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How the NHS’ 10-year plan demands improved connectivity

A lot happened in July 2018. Parks across the land were scorched as the UK basked in a heatwave. Football didn’t come home, but it came (sort of) close. And the NHS celebrated its 70th birthday, marking another decade of service for one of the country’s most important and valued public institutions.

But with this anniversary came a heightened pressure – because the NHS has never been under more strain. A combination of austerity budgets and an aging population means the NHS is struggling to meet the demands placed on it. In response, the government pledged an extra £20.5billion to the service over the next five years. It also asked frontline staff and patient groups to help draw up ‘the NHS Long Term Plan’, with the aim of designing a service fit for the future.

Now, the question is where else can Britain’s most beloved institution find efficiency savings that will ensure its smooth running over the long term.A transformation in patient care

There were a number of responses when staff were asked about their views on the Long Term Plan – including placing a greater focus on mental health and cancer care. But plans also emerged for helping the service to run more smoothly in general. One outcome was a strategy that promised to fundamentally change the way patients access NHS services, with an increased reliance on video link appointments.

By 2024, it’s hoped up to a third of hospital outpatient consultations will be carried out via video link. There are already a number of medical services offering healthcare via video conferencing. From private companies to an NHS app helping patients access GP appointments from the comfort of their own home, end-users (and healthcare practitioners) are slowly adapting to the idea.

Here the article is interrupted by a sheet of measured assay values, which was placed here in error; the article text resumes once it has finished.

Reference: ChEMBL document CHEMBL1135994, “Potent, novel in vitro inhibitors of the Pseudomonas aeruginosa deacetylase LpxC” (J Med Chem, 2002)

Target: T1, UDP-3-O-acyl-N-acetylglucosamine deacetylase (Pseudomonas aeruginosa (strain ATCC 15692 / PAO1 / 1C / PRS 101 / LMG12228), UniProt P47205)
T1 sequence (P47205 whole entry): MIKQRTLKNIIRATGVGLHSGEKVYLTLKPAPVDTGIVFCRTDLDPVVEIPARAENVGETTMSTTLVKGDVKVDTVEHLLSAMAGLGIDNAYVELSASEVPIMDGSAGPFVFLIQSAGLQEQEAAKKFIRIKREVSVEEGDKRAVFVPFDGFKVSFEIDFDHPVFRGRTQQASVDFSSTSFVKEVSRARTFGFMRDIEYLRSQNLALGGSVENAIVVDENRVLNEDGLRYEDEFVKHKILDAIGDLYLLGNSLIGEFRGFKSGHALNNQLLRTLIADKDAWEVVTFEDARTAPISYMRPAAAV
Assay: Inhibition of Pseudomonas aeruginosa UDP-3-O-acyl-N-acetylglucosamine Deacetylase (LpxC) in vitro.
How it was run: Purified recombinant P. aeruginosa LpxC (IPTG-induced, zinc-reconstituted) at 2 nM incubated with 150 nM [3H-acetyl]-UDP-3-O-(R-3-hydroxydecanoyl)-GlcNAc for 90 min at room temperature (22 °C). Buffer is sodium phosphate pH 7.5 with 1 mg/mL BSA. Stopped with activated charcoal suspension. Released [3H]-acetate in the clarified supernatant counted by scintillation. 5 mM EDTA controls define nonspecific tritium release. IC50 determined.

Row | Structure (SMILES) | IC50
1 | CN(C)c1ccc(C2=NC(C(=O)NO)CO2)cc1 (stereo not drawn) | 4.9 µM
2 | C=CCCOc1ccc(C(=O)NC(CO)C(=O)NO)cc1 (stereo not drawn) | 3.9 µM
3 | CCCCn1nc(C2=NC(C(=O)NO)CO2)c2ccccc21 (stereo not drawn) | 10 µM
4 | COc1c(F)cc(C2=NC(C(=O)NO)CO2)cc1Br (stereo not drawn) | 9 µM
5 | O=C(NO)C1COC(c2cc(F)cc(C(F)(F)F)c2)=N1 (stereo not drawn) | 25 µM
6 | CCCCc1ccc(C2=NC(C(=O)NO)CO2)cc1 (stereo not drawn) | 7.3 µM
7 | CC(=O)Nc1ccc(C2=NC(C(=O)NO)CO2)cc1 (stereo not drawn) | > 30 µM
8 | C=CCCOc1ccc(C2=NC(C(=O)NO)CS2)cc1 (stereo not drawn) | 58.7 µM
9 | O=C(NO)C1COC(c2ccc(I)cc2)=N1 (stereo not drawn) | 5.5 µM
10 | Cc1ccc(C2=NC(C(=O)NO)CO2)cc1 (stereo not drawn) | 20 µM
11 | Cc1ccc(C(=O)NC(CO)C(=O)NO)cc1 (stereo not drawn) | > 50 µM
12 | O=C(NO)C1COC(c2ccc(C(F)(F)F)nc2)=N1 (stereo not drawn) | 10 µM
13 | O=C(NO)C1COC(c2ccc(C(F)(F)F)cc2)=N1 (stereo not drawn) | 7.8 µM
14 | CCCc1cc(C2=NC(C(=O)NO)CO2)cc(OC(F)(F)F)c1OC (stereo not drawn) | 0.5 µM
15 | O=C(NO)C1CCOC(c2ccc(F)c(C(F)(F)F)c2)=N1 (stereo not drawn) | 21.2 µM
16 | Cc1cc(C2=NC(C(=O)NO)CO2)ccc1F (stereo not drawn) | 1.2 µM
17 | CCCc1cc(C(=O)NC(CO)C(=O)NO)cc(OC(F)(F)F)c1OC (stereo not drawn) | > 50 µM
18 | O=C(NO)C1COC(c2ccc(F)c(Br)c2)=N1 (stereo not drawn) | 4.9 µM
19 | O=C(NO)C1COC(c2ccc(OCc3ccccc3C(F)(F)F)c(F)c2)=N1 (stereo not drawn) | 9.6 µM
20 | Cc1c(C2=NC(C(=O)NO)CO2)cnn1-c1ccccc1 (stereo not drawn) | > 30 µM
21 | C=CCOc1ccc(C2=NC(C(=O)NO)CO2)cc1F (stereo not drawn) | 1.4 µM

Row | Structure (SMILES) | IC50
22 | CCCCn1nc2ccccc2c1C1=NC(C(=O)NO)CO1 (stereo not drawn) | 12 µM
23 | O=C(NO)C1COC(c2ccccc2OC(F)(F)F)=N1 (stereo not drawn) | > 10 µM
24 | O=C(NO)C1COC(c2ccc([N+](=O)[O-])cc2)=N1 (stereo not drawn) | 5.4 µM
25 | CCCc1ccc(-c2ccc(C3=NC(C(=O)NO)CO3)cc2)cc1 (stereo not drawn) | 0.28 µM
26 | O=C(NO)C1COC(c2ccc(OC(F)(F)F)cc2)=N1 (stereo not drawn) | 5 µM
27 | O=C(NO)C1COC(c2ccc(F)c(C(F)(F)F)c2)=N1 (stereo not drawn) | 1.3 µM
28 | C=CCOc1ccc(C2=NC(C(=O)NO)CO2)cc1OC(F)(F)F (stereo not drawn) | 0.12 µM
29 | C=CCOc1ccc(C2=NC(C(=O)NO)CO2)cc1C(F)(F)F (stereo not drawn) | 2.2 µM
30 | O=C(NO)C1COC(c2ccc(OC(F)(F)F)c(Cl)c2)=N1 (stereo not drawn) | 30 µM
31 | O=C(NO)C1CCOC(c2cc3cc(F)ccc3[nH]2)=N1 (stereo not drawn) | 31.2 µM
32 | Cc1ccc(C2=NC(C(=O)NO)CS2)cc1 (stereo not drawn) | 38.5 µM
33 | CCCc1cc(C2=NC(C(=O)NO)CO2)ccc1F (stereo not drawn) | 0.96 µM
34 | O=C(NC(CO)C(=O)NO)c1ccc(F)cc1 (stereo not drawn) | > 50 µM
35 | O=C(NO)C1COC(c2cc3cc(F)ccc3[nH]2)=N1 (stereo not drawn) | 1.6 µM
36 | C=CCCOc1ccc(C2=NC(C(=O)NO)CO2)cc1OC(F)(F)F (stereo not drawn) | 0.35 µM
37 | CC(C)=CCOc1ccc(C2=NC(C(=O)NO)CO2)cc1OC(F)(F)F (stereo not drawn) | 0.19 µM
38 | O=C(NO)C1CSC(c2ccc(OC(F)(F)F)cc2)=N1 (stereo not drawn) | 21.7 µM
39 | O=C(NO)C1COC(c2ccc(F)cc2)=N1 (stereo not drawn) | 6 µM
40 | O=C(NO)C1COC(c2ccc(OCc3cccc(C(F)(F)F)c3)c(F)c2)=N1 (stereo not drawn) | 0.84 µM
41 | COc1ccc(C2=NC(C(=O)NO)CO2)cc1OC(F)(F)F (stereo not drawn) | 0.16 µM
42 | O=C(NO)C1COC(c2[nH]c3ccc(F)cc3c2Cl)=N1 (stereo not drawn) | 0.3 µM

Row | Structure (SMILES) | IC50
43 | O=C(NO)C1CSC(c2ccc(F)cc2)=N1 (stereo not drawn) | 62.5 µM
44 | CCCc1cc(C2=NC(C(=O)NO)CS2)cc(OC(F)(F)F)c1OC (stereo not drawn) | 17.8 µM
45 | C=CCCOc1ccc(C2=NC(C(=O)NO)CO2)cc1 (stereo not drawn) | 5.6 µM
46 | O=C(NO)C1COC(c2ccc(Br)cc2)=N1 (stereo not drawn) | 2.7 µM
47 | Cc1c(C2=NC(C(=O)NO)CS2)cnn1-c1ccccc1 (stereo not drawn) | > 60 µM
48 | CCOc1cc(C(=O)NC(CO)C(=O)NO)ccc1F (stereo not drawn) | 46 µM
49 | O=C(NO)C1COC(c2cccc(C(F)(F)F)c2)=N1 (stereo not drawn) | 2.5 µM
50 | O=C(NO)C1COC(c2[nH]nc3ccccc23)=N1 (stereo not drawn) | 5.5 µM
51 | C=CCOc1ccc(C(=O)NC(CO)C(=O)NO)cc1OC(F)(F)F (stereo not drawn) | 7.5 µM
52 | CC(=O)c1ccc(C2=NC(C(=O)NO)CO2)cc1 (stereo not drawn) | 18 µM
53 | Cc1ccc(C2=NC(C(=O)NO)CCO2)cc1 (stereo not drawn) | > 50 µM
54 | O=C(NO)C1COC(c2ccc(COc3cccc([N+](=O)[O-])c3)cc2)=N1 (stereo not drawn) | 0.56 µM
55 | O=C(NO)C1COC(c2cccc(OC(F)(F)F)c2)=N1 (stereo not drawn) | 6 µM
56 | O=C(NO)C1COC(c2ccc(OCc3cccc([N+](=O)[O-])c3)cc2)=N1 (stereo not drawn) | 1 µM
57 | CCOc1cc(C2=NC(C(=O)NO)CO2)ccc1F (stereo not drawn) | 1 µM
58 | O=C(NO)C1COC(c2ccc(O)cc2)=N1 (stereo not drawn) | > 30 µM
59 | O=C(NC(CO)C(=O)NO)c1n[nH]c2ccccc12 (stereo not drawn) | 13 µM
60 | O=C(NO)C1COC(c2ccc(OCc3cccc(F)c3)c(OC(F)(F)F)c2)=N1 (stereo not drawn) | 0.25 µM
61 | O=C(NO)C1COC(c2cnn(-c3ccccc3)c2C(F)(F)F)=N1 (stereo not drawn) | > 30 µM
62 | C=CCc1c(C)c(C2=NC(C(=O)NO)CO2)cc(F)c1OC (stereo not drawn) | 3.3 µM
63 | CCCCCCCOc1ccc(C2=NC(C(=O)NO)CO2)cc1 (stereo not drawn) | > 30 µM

If this can be successfully realised, patients could be seen more efficiently, saving time and costs in an organisation that desperately needs more of both. Meanwhile, patients can also benefit, with no need to travel, pay parking charges, or take significant time out of their day.

Obviously, there are numerous conditions that it wouldn’t be appropriate to treat via video link. But it also wouldn’t be appropriate for appointments to be fragmented, disjointed or interrupted – all of which could happen, if the NHS doesn’t have the right connectivity solution to support the new plans.

Digital foundations for the long-term plan

As it stands, many healthcare providers are battling with legacy networks, which aren’t fit for the demands of modern, data-intensive applications. For video appointments to work effectively, NHS trusts have to make sure they have robust data services in place, whether that’s a converged voice and data option, a Unified Communications service integrating all platforms, or an underlying data network sufficient for the demands placed upon it. With experience supporting NHS trusts around the country, a provider like Gamma can advise on the best connectivity solution for any organisation.

Not only will investing in high-performing data services help deliver the Long Term Plan, they can also ensure that healthcare is able to change with the times. For example, more and more services are being delivered via smartphone. Simon Stevens, Chief Executive of NHS England, predicts that ‘in the NHS of the future, for many conditions you’re going to get NHS support direct from your smartphone or wearable device’. Having the right foundations in place to support this has never been more important.

The new face of the NHS

In time, video appointments (for both hospitals and GPs) will become a standard part of NHS care. Of course, there will always be barriers to such radical transformation – both patients and medical staff can be wary of this sort of change, and there’s no denying the irreplaceable quality of human touch and face-to-face contact. But it isn’t a case of replacing in-person appointments. Instead, it’s a matter of supplementing and complementing existing systems. With that in mind, connectivity shouldn’t be a hurdle to delivering the NHS of the future – instead, it should be the very thing that enables it.